December 13, 2011
EPA Finds Drinking Water Tainted by Fracking
by Robert Kropp
An analysis by the Environmental Protection Agency finds that hydraulic fracturing is responsible
for polluting the drinking water in Pavilion, Wyoming.
For the first time, the Environmental Protection Agency (EPA) has determined that the practice of
hydraulic fracturing, or fracking, was responsible for contaminating the groundwater in a
Last week, after a three-year investigation undertaken at the request
of residents of Pavilion, Wyoming, EPA released its 121-page draft analysis assessing groundwater quality and identifying potential sources of
EPA's analysis found that groundwater in the area's aquifer contained
chemical compounds associated with fracking, an increasingly controversial method of natural gas
extraction in which millions of gallons of water, as well as often toxic chemicals, are injected
into the earth to crack open shale and allow natural gas to flow to the surface.
analysis of samples taken from the Agency's deep monitoring wells in the aquifer indicates
detection of synthetic chemicals, like glycols and alcohols consistent with gas production and
hydraulic fracturing fluids, benzene concentrations well above Safe Drinking Water Act standards
and high methane levels," the Agency reported.
Furthermore, analysis of the area's
drinking wells found methane, other petroleum hydrocarbons as well as additional chemical
compounds, "consistent with migration from areas of gas production," the analysis continued.
Area residents have been advised to use alternate sources of water for drinking and cooking.
EPA's draft analysis is available for a 45-day comment period, and fossil fuel advocates
wasted no time in attacking what Republican Senator James Inhofe of Oklahoma characterized in a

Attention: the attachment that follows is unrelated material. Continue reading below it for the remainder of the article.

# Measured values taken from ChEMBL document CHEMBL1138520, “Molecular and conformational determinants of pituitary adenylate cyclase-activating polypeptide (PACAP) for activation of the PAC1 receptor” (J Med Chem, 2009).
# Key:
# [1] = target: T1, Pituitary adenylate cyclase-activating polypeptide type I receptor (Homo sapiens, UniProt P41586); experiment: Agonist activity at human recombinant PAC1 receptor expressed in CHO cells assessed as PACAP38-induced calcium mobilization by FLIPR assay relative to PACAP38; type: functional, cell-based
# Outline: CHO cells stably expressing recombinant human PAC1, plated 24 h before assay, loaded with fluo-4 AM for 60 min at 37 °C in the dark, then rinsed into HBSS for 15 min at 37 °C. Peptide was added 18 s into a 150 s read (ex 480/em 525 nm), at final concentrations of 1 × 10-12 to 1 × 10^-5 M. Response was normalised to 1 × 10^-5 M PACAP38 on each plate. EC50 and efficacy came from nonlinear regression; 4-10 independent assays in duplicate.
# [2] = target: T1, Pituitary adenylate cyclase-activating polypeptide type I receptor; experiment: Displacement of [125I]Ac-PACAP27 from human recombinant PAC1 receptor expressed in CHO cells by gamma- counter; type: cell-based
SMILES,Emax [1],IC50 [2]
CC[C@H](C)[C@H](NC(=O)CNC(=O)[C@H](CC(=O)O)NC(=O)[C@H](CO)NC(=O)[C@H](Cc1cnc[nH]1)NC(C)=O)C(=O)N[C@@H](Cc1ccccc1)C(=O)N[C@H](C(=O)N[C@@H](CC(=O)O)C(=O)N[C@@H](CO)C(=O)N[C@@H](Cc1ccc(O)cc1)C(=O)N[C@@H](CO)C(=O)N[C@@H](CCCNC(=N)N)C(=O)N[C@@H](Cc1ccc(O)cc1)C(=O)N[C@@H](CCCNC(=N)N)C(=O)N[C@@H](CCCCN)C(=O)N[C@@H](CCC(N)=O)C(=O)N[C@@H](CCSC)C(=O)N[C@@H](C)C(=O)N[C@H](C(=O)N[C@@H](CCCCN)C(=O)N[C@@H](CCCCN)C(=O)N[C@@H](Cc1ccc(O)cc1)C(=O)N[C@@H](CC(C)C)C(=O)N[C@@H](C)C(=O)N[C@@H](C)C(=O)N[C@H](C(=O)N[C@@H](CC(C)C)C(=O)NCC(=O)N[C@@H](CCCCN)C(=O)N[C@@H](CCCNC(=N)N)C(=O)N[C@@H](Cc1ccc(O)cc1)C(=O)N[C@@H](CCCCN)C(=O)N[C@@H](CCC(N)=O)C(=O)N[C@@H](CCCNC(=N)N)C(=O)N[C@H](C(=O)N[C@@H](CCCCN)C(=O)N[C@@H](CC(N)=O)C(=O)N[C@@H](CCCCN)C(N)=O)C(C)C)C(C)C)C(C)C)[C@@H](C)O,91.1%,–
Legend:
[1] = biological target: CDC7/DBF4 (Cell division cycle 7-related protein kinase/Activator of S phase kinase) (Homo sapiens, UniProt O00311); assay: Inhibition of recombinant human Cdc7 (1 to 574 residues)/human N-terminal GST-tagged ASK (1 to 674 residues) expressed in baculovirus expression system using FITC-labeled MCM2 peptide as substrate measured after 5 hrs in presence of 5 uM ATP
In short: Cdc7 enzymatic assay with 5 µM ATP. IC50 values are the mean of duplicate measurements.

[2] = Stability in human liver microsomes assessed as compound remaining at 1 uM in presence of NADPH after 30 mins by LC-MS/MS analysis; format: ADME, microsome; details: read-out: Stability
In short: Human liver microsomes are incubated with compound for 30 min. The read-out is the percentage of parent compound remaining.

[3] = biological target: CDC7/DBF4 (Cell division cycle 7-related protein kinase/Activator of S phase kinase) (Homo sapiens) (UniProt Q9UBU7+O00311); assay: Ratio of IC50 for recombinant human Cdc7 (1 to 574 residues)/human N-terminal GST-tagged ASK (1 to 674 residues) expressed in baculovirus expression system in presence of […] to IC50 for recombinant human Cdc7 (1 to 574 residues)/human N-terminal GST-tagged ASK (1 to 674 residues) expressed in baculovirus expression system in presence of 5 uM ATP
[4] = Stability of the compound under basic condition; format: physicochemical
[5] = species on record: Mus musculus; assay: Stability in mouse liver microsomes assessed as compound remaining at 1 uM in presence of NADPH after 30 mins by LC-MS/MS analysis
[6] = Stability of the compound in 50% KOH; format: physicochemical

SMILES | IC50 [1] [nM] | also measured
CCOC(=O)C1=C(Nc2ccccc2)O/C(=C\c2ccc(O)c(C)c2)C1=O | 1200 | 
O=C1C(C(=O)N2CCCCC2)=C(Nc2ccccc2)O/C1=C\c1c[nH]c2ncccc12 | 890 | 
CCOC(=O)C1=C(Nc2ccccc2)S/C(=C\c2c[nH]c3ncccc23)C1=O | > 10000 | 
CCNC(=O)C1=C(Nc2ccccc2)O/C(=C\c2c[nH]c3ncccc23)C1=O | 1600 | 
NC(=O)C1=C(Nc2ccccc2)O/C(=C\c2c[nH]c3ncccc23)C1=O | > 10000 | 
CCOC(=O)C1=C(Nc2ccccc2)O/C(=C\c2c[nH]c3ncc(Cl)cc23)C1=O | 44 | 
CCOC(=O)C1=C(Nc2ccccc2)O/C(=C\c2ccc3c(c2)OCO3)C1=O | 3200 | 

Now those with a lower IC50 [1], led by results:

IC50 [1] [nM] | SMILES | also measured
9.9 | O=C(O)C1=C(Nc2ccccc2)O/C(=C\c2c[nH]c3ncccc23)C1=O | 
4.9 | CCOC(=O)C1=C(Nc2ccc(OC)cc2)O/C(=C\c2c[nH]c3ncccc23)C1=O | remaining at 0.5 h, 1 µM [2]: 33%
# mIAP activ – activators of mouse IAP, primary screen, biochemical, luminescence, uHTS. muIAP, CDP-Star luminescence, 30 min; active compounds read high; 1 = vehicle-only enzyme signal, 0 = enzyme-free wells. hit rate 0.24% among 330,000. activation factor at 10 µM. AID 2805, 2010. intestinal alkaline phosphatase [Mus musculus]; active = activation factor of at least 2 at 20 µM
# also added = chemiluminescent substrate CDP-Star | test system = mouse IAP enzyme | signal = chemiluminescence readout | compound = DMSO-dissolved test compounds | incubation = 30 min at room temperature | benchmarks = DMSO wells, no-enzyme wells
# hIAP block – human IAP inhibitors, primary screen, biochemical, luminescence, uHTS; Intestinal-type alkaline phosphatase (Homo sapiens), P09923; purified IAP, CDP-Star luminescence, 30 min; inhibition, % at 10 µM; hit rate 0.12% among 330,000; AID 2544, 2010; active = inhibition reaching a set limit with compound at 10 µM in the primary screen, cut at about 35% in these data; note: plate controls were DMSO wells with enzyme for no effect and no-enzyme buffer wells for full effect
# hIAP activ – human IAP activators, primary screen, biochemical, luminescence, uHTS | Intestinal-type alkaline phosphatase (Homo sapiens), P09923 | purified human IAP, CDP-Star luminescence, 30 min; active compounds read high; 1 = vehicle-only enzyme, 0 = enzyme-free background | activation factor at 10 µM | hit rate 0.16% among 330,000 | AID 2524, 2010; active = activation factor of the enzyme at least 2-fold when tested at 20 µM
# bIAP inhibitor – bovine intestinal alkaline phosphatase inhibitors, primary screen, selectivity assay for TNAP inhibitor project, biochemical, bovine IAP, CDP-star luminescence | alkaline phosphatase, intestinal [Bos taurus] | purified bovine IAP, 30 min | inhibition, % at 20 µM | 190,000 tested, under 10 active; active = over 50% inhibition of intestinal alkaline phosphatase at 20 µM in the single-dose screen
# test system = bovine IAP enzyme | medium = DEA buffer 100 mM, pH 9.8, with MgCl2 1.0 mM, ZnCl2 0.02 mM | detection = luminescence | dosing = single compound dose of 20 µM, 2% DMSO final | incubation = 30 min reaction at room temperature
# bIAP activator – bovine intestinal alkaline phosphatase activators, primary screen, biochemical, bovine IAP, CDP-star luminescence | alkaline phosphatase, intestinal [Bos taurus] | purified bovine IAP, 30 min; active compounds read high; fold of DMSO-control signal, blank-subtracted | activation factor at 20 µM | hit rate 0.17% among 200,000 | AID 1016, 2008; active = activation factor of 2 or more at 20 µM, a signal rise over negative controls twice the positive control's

statement as "not based on sound science but rather on political science."
announcement is part of President Obama's war on fossil fuels and his determination to shut down
natural gas production," Inhofe said.
Inhofe, in a 2005 speech before the Senate, called
climate change "the greatest hoax ever perpetrated on the American people." In his career as a
politician, Inhofe has received more than $1 million in campaign contributions from the oil and gas
industry. The most recent in a history of legislative activity on behalf of the industry was his
introduction, in March, of the Energy Tax Prevention Act of 2011, which seeks to limit EPA's
authority to regulate greenhouse gas (GHG) emissions.
In the aftermath of EPA's analysis,
sustainable investors and other concerned shareowners, whose support of proposals addressing
hydraulic fracturing reached 40% in the 2011 proxy season, are likely to accelerate their efforts
for corporate disclosure of toxic chemicals used in the practice. And earlier this year, the
Securities and Exchange Commission (SEC) began requesting detailed information from oil and gas
companies on chemicals used in fracking as well as their efforts to minimize its environmental